Hui Ka Yan, founder and chairman of Evergrande, one of China’s largest property companies, was once the richest person in Asia.
The 64-year-old businessman is also known as Xu Jiayin. Born in a modest family, Shu later took command of a huge business empire.
In 2017, when Forbes magazine declared him the richest person in Asia, his wealth was estimated at $42.5 billion.
Now his company has a debt of 300 billion dollars and his company is being investigated for suspected criminal activities.
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Hui Ka Yan was born in the year 1958 in a poor family. His childhood was influenced by Chinese leader Mao Zedong’s policy of rapidly industrializing China’s agriculture-based economy. Because of this policy, tens of millions of people died in the famine in China.
Hui Ka Yan was only eight months old when his mother died due to illness. His grandfather raised him in a village in China’s central province of Henan.
After graduating from university in 1982, he worked as a steel technician for the next decade and then as a salesman for a real estate property developer in Guangzhou, southern China. It was here that he established Evergrande in 1996.
During this period, China’s economy was growing rapidly. The company took huge loans and grew at a very fast pace.
“He was an example of how anyone who works hard and is smart can succeed,” says Alicia Garcia Herrero, chief economist at French investment bank Natixis.
Hui Ka Yan became a member of the party’s political advisory conference in 2008 after being a member of the Communist Party of China for three decades. In China, this exclusive group of government officials and business leaders is also the top advisory body in the country.
In 2012, a picture of him at a party conference also went viral in which he was seen wearing a buckle belt made by French luxury brand Hermès. The buckle of this belt was of gold and he was also called ‘Belt Brother’ on social media.
In 2009, Evergrande was listed on the Hong Kong stock market and this rapidly growing company raised nine billion dollars.
According to Jackson Chan of financial markets research platform Bond Supermarket, Hui’s approach of “maximizing profits” helped fuel his company’s growth.
“Evergrande was growing rapidly, but when Hui befriended some of the biggest real estate entrepreneurs and listed the company on the Hong Kong Stock Exchange, its growth exploded,” says Chan.
“He got a lot of help from these friends. “They bought Evergrande stocks in large numbers and this helped the company grow.”
Evergrande took huge loans, built a large number of houses and even sold apartments that the company had not built. At present, Evergrande has more than 1300 real estate projects running in 280 cities of China.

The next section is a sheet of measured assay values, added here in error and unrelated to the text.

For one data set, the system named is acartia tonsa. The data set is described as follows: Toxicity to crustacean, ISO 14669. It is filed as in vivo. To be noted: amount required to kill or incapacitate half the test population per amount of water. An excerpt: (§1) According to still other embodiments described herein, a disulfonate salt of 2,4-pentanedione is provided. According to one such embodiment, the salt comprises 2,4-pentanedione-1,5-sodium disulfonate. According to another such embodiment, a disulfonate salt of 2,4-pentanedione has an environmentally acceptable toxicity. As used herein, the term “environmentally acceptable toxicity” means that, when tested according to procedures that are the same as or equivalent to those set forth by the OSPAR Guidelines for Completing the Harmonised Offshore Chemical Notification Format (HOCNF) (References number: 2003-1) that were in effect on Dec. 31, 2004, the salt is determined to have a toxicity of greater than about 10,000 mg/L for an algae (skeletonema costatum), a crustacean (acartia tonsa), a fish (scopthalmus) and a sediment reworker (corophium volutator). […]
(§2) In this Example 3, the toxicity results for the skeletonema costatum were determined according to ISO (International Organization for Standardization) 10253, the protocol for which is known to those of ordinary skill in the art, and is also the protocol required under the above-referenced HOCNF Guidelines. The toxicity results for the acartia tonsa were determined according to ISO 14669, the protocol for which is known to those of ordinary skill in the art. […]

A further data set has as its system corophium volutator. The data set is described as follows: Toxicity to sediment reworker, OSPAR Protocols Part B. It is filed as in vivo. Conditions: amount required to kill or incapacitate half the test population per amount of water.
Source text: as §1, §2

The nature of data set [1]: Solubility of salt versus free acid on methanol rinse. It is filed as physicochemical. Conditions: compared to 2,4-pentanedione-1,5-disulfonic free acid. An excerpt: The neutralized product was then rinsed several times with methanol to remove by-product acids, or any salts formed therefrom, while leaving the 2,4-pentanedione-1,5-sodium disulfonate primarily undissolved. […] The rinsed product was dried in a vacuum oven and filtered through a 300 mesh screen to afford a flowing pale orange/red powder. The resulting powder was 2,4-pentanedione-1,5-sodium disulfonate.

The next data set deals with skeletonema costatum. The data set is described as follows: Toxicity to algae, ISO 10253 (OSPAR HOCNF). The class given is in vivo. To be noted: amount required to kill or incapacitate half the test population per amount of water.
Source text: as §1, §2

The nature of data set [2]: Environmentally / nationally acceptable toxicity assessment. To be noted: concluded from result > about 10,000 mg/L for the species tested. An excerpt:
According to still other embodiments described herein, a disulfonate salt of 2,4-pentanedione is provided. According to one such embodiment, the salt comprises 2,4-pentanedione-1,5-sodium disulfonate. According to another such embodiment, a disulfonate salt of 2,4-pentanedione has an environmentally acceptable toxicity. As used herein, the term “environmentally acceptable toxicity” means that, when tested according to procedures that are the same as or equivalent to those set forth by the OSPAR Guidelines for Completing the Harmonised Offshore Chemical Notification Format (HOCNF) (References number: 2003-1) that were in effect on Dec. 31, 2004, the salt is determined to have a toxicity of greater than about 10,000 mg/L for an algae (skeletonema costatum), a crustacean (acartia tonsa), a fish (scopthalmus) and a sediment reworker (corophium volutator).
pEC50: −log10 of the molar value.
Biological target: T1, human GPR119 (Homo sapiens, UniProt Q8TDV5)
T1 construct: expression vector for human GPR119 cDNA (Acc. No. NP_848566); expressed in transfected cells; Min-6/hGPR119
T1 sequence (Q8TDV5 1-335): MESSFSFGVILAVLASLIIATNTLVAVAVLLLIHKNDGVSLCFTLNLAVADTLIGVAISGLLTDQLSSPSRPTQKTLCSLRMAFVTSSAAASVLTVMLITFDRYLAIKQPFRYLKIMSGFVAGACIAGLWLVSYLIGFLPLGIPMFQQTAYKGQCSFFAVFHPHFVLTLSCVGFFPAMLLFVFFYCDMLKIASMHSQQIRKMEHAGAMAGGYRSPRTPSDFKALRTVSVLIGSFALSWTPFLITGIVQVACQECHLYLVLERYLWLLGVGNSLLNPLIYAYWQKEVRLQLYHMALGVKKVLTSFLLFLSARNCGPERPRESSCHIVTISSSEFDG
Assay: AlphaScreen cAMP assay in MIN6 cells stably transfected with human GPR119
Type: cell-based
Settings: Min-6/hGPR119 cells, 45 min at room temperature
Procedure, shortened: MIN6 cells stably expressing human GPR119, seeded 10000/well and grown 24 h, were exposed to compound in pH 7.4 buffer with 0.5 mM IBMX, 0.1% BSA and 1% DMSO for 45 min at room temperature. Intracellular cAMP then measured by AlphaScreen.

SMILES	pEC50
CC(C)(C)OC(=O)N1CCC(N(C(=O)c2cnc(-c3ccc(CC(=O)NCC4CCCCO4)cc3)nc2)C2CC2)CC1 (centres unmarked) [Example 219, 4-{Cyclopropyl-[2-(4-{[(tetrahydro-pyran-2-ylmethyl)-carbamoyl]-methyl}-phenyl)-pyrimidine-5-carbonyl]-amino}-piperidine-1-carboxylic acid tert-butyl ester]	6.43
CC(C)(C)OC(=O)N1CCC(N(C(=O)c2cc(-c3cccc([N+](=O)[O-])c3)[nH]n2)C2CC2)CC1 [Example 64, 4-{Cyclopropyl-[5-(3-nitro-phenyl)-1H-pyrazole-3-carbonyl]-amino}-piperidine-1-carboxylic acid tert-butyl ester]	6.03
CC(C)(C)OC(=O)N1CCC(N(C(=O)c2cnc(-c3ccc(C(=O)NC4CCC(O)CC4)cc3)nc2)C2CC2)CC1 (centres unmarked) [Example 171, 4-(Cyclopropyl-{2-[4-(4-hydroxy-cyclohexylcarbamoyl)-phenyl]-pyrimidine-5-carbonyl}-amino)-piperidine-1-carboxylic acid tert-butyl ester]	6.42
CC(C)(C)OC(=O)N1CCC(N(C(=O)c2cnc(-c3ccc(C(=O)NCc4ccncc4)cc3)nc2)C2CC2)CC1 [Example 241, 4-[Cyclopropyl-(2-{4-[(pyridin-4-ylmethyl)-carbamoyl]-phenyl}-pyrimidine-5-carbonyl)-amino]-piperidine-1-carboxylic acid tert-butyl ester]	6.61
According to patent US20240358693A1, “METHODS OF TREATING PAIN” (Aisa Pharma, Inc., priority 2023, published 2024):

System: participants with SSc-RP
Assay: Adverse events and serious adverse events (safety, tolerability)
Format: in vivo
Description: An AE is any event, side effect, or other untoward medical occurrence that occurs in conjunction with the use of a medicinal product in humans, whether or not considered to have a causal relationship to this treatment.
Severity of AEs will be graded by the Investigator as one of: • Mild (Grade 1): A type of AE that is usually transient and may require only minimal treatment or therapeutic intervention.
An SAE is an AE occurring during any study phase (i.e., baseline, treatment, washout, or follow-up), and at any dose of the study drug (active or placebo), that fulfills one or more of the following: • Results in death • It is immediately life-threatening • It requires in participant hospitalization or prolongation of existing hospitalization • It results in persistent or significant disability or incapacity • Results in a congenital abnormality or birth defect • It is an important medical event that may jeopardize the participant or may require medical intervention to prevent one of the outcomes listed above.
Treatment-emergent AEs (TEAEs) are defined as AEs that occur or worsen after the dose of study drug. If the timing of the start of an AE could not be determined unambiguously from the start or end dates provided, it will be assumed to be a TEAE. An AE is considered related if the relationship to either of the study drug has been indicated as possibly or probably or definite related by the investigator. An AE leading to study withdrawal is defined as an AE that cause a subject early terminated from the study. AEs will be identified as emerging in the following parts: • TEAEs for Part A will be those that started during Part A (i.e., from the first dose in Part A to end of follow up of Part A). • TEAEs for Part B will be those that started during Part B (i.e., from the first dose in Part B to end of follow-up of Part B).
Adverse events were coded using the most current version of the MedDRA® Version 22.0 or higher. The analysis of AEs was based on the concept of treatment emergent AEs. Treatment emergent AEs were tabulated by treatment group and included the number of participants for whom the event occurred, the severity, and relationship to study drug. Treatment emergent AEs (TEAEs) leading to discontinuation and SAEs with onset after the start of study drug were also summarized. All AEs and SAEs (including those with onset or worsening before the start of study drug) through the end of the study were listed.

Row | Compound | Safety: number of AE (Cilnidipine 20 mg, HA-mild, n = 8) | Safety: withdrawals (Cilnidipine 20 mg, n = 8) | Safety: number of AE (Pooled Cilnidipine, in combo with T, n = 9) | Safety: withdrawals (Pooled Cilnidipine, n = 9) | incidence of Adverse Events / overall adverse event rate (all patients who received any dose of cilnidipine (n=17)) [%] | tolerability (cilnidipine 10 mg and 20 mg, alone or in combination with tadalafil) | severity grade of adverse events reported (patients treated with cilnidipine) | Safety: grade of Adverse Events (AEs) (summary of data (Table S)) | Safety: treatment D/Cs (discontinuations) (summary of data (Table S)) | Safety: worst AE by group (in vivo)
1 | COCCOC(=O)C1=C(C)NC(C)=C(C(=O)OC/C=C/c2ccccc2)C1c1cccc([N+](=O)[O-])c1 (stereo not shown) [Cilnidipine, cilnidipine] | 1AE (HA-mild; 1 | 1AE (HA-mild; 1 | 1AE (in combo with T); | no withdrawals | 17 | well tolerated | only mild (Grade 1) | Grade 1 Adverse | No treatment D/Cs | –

Hui’s business empire is not limited to the property sector only, but his company also does wealth management, electric car production, food and beverage production.
The company also had a stake in Guangzhou FC, once China’s biggest football club.
In 2020, China made new rules to control how much funds real estate developer companies can hold.
After the new rules, the company was forced to sell its assets at a huge discount to continue its business. But now the company is struggling to repay its loan.
In this economic crisis, the market value of the company has fallen by 99 percent and Hui’s wealth has reduced to only 3.2 billion dollars.
Evergrande has stopped trading on the Hong Kong Stock Exchange. Hui has joined the list of people who are being investigated by the Chinese government.
Many experts also see a connection between Chinese President Xi Jinping’s Common Prosperity program and the crackdown on China’s wealthy elite. The aim of this policy of President Jinping is to reduce economic inequality.
“Hui is a symbol of extreme wealth because of his luxury and extravagant lifestyle,” says Dexter Roberts, director of China affairs at the Mansfield Center at the University of Montana. He travels around the world in his private jet.”
“Xi Jinping has made it clear that public displays of wealth, as Hui has done, are not good for the country’s economy and society,” says Roberts.
Roberts believes Hui was a natural target.
Although the Chinese government has not yet made any official comment on the investigation against Hui, an article published in China’s official newspaper Global Times said that the prosperity of the common people in the country is being given priority.
The newspaper’s former editor-in-chief, Hu Shijin, wrote, “The next step in dealing with the Evergrande crisis should be to reduce the losses of homebuyers at any cost.”
“We must deal with this matter vigorously and in accordance with the law, keep the public informed, and look at how best to support the company’s customers,” he wrote.